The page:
Why you should care
Because the sport’s primed for a superstar.
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Ashleigh Johnson rises out of the water and launches her right hand up. THWACK!! Goal blocked. A minute later, she positions herself for a second save. She passes the ball down the pool; her teammate scores. Four minutes have passed in Team USA’s match against Russia — its last before heading to Rio — and already the only name on the announcer’s lips is Johnson’s.
Johnson is a first-class defender and probably the brightest star on Team USA’s women’s water polo team, and now, at 21, she’s making her first trip to the Olympics. The Princeton athlete already has won a bevy of accolades, including Goalkeeper of the Tournament at the 2015 World Championships and Outstanding Goalkeeper honors at the 2014 FINA World Cup. She’s not just the only African-American woman to be selected for the U.S. Olympic water polo team but also the only non-Californian on this year’s roster. “There’s some athletes in sports who come along and make everyone else around them play better,” former Olympian Nicolle Payne says. “I think she has the ability to elevate the game as a whole.”
She’s the perfect candidate to be the face of water polo.
Johnson might even put poor, neglected water polo on the map. Ferocious and intense, the sport has the makings of a ratings-grabber, but it gets few props, perhaps because so much of the action takes place underwater. Nonetheless, there are some signs of growth. The USA Water Polo budget is now $11 million, up by $8 million from about a decade ago, and some 61 women’s college teams compete nationwide, compared to 43 in 1999–2000. Traditionally, California has led the scene, with its sunshine and prospects for year-round outdoors training, says Johnson’s coach at Princeton, Luis Nicolao. But transplants from the west have helped the sport migrate east, similar to lacrosse’s spread from New England to the rest of the country. This year, the USA Water Polo team played in the northeast and, according to Nicolao, interest is booming in Florida, Pennsylvania, Massachusetts, Illinois, Texas and Michigan.
Perhaps the only thing missing is a figure to step in and become its superstar, the way Misty May-Treanor and Kerri Walsh Jennings transformed women’s beach volleyball into must-see TV. Johnson’s coach believes she could be just that: She’s “the perfect candidate to be the face of water polo,” Nicolao says. “Things come so easy for her in the water.”
In the pool, Johnson is fast and cerebral, a modern-day mermaid with strength and agility. She dives, passes and blocks with precision — and she gets in her opponents’ heads. “There’s lanes in the pool, but I can see those too. If I want opponents to shoot somewhere, I leave that ‘open,’ ” Johnson says. She has an easy charisma and, between plays, flashes a big smile that is wholly appropriate for a Wheaties box.
Growing up in Miami, Johnson’s single mother enrolled her and her four siblings in a swimming program, which included water polo. At 9 years old, Johnson spent hours with her family in the pool, but she never watched high-level water polo when she was younger. In fact, she first saw professional play in 2012, when the U.S. played in the London Olympics, with scoring phenom Maggie Steffens winning gold. The problem was access: Streamed games were hard to come by. Johnson can’t recall any role models before her and her teammates.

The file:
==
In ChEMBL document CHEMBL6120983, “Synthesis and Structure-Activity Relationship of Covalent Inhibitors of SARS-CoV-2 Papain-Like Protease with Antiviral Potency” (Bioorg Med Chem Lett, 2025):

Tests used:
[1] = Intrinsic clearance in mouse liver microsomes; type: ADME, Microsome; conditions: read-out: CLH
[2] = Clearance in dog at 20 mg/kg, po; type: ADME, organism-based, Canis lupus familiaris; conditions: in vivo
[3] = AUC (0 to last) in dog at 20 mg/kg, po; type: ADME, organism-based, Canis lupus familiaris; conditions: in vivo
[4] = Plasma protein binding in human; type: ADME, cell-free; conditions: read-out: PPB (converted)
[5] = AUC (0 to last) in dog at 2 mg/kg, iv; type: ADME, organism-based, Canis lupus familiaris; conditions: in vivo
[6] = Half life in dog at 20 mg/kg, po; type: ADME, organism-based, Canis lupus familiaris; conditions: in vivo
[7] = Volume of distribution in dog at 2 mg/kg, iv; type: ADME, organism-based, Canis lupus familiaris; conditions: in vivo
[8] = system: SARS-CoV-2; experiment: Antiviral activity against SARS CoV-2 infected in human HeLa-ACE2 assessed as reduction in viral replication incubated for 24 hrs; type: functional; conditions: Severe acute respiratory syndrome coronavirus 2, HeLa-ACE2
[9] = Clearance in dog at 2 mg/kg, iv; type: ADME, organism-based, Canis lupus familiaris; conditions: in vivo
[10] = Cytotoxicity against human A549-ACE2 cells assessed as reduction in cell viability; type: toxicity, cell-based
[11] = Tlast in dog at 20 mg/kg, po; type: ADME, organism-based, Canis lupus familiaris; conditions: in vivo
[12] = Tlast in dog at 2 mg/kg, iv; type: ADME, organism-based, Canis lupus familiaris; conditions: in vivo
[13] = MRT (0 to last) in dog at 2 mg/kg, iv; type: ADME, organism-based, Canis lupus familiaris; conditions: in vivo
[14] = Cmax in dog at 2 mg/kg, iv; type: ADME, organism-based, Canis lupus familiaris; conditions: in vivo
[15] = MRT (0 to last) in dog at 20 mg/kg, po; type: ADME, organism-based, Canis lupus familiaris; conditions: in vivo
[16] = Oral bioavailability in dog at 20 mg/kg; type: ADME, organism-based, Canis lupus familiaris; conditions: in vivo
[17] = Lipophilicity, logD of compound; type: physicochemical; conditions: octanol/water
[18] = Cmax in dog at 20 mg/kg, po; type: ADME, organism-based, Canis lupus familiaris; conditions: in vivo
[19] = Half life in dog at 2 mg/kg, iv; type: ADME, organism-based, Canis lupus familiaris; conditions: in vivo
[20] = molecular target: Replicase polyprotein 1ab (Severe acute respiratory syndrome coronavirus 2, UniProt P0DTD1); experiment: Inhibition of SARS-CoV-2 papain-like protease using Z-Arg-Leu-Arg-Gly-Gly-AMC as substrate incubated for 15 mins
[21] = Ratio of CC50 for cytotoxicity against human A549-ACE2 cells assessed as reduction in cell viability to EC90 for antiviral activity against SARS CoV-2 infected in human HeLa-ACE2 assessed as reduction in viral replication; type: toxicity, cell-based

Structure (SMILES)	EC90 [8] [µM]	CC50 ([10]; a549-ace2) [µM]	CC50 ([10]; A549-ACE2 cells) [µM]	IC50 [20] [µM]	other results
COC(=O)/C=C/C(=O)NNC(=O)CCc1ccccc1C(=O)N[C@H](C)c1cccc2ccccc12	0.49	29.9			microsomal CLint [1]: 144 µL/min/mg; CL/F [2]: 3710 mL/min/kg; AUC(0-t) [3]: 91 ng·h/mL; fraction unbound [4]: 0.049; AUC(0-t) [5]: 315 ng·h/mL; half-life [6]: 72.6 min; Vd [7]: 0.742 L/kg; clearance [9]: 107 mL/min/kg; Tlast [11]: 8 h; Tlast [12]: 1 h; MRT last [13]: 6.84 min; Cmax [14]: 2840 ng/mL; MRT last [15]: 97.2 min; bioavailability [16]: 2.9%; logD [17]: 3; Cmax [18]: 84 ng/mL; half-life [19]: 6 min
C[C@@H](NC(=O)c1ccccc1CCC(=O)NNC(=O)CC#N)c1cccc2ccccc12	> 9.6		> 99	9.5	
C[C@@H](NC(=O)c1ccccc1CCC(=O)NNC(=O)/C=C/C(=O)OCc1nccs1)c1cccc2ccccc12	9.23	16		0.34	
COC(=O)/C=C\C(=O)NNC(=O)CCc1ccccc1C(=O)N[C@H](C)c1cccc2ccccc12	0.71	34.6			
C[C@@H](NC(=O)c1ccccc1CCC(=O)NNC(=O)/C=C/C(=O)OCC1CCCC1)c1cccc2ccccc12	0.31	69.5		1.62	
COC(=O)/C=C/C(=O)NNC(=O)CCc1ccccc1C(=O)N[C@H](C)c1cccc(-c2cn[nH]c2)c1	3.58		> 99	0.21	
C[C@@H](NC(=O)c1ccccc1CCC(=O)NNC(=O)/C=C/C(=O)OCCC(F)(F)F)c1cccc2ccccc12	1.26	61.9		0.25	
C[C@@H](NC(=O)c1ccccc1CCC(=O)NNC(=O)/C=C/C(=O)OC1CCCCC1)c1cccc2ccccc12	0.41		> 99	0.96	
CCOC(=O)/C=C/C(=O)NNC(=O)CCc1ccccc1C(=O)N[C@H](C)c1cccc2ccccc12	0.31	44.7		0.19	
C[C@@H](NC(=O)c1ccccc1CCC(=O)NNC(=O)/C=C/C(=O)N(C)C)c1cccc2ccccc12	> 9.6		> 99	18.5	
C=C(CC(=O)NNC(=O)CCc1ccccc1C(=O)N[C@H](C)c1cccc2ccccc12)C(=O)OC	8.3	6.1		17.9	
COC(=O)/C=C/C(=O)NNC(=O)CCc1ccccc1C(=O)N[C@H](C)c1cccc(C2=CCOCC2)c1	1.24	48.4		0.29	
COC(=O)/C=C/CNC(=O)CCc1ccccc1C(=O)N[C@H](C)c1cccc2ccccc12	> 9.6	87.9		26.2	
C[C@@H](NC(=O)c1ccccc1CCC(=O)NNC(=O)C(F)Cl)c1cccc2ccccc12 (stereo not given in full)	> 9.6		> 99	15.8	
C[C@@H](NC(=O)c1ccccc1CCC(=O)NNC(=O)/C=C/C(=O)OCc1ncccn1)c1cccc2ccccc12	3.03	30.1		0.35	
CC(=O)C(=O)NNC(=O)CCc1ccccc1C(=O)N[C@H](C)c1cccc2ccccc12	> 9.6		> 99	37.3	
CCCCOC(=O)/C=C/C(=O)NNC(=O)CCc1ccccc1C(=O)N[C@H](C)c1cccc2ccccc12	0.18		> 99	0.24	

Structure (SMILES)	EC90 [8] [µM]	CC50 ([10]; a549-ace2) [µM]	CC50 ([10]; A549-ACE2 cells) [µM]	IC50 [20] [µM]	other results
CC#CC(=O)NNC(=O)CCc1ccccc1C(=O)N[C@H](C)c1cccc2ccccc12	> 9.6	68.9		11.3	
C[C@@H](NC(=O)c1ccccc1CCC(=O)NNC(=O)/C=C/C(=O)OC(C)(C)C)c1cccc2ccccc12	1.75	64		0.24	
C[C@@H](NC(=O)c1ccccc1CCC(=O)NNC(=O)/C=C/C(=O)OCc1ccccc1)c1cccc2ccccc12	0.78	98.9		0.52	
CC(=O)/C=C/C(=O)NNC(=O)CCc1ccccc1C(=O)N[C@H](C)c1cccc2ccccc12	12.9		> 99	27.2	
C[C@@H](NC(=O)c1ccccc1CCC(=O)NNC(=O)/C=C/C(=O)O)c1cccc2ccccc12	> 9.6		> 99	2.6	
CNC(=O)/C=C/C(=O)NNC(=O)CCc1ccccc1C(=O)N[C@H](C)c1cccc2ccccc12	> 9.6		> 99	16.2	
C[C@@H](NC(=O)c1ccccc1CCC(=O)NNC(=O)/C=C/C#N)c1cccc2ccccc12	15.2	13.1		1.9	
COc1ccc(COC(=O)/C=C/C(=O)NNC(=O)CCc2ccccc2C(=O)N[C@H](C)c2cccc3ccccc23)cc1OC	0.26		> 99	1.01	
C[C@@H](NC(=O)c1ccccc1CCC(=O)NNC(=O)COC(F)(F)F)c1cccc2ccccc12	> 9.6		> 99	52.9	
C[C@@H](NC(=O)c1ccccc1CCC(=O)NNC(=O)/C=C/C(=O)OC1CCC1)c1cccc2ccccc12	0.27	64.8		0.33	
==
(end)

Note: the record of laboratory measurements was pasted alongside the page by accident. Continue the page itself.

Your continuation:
When college came around, Johnson opted for Princeton, sixth in the country in water polo in 2015. Already, the rising senior is the university’s record holder for most saves in a game and has logged more than 1,000 saves. Having left school this year to train for the Olympics, Johnson will graduate in 2017 rather than 2016. After all, this kind of platform comes around only every four years.
Growing a sport isn’t easy, but water polo might have a secret strength: gender equality in its rules. “We have more ground to cover,” Payne says, but, she adds, “I feel like there’s actual parity in our sport in how the game is played.” Translation? Women’s water polo is as fast-paced, brutal and high level as men’s. Plus, the U.S. women’s team is best in the world; the men’s is sixth. Still, a lack of racial diversity in water polo, which many blame on unequal access to pools and coaching, persists. Johnson is the best Black player in the U.S. by a long shot and, though she doesn’t think she can fix the whole problem, she agrees that “people being able to see me here will open so many doors for other Black people and younger people who don’t look like anyone else in the sport.”
Some doubt that Johnson is fully ripe. “My feeling is that she’s barely even scratched the surface of her talent when it comes to the mental side,” James E. Smith, managing editor at Total Water Polo, says. “She doesn’t have the experience.” Johnson agrees, and is learning. She’ll likely show at two more Olympics, in a sport where people peak in their mid-twenties. Johnson’s biggest personal concern is working out her technique. She still occasionally reverts to old habits from her Miami days, when the coaches were less stringent.
When she emerges from Stanford’s pool, the U.S. is leading Russia. The game’s final score: 16–7. Johnson’s teammates high-five her. A grounds-crew worker interrupts us — he just has to get it off his chest: “You were fantastic.” It’s her first taste of celebrity. Fans yell her name from the stands, requesting a signed ball. One particular groupie crafted the team red, white and blue necklaces. Next time Johnson puts something around her neck, it might be solid gold.